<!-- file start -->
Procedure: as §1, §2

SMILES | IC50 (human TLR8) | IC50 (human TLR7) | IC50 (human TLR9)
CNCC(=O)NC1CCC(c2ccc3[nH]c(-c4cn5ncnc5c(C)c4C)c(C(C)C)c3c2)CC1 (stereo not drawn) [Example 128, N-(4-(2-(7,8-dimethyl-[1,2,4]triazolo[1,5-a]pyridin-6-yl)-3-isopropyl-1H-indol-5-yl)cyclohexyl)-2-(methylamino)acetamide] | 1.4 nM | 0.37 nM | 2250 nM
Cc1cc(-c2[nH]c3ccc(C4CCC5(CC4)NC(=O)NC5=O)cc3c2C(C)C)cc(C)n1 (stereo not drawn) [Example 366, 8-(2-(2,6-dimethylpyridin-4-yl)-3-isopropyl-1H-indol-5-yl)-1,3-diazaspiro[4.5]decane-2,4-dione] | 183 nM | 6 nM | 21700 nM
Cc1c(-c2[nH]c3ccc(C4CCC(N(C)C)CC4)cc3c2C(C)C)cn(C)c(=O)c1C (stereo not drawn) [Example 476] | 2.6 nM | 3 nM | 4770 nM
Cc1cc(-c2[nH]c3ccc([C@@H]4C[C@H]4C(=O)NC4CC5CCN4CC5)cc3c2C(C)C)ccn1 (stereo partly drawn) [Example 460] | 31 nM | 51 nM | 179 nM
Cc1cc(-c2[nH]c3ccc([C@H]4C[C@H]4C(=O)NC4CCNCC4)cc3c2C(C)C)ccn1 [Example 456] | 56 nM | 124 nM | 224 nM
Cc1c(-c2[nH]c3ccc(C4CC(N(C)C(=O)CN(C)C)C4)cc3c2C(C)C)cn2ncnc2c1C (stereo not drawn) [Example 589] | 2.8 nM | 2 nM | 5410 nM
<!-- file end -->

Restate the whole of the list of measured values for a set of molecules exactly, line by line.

Procedure: as §1, §2

SMILES | IC50 (human TLR8) | IC50 (human TLR7) | IC50 (human TLR9)
CNCC(=O)NC1CCC(c2ccc3[nH]c(-c4cn5ncnc5c(C)c4C)c(C(C)C)c3c2)CC1 (stereo not drawn) [Example 128, N-(4-(2-(7,8-dimethyl-[1,2,4]triazolo[1,5-a]pyridin-6-yl)-3-isopropyl-1H-indol-5-yl)cyclohexyl)-2-(methylamino)acetamide] | 1.4 nM | 0.37 nM | 2250 nM
Cc1cc(-c2[nH]c3ccc(C4CCC5(CC4)NC(=O)NC5=O)cc3c2C(C)C)cc(C)n1 (stereo not drawn) [Example 366, 8-(2-(2,6-dimethylpyridin-4-yl)-3-isopropyl-1H-indol-5-yl)-1,3-diazaspiro[4.5]decane-2,4-dione] | 183 nM | 6 nM | 21700 nM
Cc1c(-c2[nH]c3ccc(C4CCC(N(C)C)CC4)cc3c2C(C)C)cn(C)c(=O)c1C (stereo not drawn) [Example 476] | 2.6 nM | 3 nM | 4770 nM
Cc1cc(-c2[nH]c3ccc([C@@H]4C[C@H]4C(=O)NC4CC5CCN4CC5)cc3c2C(C)C)ccn1 (stereo partly drawn) [Example 460] | 31 nM | 51 nM | 179 nM
Cc1cc(-c2[nH]c3ccc([C@H]4C[C@H]4C(=O)NC4CCNCC4)cc3c2C(C)C)ccn1 [Example 456] | 56 nM | 124 nM | 224 nM
Cc1c(-c2[nH]c3ccc(C4CC(N(C)C(=O)CN(C)C)C4)cc3c2C(C)C)cn2ncnc2c1C (stereo not drawn) [Example 589] | 2.8 nM | 2 nM | 5410 nM